iCloud Backup is a service that carbon copies of all of your data onto one of Apple’s computers every 24 hours. That means all of your data will have a mirror image made every day. It’s pretty amazing.

Ever wonder why your iPhone or iPad keeps saying, “You haven’t backed up in 37 days?” or “Your iCloud Backup cannot complete because you do not have enough Storage?” Here’s our simple explanation to solve this for you.

What Is Backed Up?

According to Apple’s latest documentation on iCloud Backup, here is a list of what is backed up in iOS 10:

  • Purchase history for music, movies, TV shows, apps, and books
  • Photos and videos on your iOS devices
  • However, if you turn on iCloud Photo Library on your iOS device (iOS 8.1 or later) or Mac (OS X v10.10.3 or later), your photos and videos are already stored in iCloud, so they aren’t included in your iCloud backup.
  • Device settings
  • Call History
  • App data
  • Home screen and app organization
  • iMessage, text (SMS), and MMS messages (requires the SIM card that was in use during backup)
  • Ringtones
  • Visual Voicemail password (requires the SIM card that was in use during backup)
  • Health data
  • HomeKit configuration
  • Data for any currently paired Apple Watch

This is a great thing because it means you could lose your phone, drop it in the toilet, or shatter it on the ground and when you get it replaced you will theoretically never be more than 24 hours away from a fresh backup of all of your pictures, videos, text messages, and apps. It’s the same thing as a Time Machine backup on the Mac, just on one of Apple’s storage facilities instead of your own external hard drive.

Quick Note: iTunes and App Store content is not backed up, meaning it isn’t counting against your storage. For apps, iCloud Backup only backs up the data inside the apps, not the apps themselves. The apps themselves are re-downloaded from the App Store. Same goes for content from the iTunes Store: Apple already has a copy in their iTunes server and so they don’t need to back it up again or use your storage.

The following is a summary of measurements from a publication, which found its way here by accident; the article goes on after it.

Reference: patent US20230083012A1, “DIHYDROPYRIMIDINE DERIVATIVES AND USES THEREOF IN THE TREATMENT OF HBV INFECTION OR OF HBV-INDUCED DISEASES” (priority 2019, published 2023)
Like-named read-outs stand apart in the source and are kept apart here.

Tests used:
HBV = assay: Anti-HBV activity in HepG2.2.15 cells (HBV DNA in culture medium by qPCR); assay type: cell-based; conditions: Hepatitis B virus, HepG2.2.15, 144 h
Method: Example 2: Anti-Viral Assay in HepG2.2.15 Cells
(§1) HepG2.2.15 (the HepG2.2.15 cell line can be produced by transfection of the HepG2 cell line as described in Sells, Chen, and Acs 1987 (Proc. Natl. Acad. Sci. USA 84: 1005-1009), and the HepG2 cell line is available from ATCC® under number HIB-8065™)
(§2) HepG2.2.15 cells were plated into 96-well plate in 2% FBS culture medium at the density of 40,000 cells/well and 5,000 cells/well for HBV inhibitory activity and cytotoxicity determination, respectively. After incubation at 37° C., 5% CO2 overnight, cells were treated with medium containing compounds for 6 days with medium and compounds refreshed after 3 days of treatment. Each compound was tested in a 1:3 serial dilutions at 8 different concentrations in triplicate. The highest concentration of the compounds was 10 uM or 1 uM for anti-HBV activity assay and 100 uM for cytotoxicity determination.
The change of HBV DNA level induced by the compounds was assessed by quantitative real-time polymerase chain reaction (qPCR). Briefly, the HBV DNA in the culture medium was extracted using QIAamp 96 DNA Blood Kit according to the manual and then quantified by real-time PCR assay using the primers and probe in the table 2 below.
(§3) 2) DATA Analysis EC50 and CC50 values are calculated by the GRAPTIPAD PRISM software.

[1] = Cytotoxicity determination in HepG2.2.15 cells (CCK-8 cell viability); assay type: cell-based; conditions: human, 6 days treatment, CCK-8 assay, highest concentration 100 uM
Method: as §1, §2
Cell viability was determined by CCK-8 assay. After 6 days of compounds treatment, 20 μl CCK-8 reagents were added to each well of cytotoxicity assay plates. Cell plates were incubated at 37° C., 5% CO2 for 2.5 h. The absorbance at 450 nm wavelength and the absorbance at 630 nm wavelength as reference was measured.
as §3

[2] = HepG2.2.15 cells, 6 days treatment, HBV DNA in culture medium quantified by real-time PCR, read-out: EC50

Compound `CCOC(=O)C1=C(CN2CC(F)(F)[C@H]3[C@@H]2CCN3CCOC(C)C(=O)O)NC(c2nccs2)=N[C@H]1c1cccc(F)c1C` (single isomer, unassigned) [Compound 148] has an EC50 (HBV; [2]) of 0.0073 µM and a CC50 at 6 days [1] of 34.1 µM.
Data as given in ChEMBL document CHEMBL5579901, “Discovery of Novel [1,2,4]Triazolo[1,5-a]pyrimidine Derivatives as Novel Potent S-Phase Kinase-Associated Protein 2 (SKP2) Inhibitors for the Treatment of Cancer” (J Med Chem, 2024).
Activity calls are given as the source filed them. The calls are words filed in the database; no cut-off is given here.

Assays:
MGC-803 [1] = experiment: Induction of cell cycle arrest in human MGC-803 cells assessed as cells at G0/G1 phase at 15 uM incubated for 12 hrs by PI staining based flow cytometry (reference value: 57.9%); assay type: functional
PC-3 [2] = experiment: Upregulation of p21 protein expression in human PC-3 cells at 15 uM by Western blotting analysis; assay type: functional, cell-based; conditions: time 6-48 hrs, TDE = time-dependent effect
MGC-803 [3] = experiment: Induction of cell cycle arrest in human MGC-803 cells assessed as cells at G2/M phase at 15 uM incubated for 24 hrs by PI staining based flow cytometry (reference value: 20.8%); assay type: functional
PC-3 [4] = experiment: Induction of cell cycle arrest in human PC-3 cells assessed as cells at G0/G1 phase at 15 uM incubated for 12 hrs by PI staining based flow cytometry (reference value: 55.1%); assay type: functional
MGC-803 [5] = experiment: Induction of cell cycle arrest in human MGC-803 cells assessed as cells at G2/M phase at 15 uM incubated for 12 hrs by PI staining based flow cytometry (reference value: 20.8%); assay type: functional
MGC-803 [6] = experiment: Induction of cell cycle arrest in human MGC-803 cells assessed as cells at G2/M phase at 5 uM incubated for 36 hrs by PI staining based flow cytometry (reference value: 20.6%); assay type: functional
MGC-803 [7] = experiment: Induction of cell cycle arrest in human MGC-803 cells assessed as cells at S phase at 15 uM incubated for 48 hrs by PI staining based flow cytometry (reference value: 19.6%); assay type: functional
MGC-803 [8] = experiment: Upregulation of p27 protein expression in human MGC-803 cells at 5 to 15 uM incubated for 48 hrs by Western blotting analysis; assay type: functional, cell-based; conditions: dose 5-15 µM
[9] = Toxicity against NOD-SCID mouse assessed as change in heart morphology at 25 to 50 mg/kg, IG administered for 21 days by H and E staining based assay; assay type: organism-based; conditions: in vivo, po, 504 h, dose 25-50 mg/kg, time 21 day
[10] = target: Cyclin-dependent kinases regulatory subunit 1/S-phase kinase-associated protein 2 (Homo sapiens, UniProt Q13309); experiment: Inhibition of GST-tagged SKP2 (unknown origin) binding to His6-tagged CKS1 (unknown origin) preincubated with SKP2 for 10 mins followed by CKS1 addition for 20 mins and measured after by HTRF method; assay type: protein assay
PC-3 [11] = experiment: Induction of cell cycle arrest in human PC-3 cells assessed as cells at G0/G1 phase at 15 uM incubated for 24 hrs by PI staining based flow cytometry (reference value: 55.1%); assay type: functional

Here’s the trick, iCloud Backup needs three things to backup your iPhone, iPad, or iPod Touch successfully:

  1. Enough iCloud Storage
  2. Plugged into Power
  3. Connected to Wi-Fi

The main reason it needs power and Wi-Fi is so that it won’t drain your battery or data plan to run a backup. Thanks, Apple!

How to Back Up to iCloud

1. Purchase Enough iCloud Storage

To make sure you have enough iCloud Storage, head over to the following locations on your iPhone or iPad.

iOS 7 — Settings > iCloud > Storage & Backup

iOS 8 — Settings > iCloud > Storage

Once you’re there, you will be notified of how much storage you have left in iCloud, along with an estimate of how much more you’ll need. From there, you can purchase additional storage by pressing Buy More Storage.

Plans range from 5GB for free and $20/month for 1TB of storage. That is overkill for most people, so most people will either be on the 20GB or 200GB plans for $1 or $4 a month, respectively. Here is a list of the current storage pricing for your country.

2. Plug Into Power Long Enough to Backup

One common problem that keeps people from doing iCloud Backups is that they never plug their device in long enough to let the backup finish. If you’re the kind of person that plugs their device in 20 times a day for 15 minutes, you may be getting a message that says, “Plug into power to finish your iCloud backup.”

The fix is easy: plug it up when you go to bed every night instead of piecemeal throughout the day.

3. Connect to Wi-Fi

We are a mobile society, so it’s very likely that you are moving in and out of different Wi-Fi networks throughout the day. This can cause your backup to never complete because it never has enough time to finish.

If you have a lot of photos or videos, it can exacerbate the problem because your large backup may take 8 hours to fully complete but you are never in Wi-Fi for more than 1 hour during the day.

iCloud Backup is a wonderful tool to protect the data that you don’t lose the precious photos, memories, or data inside your iPhone or iPad.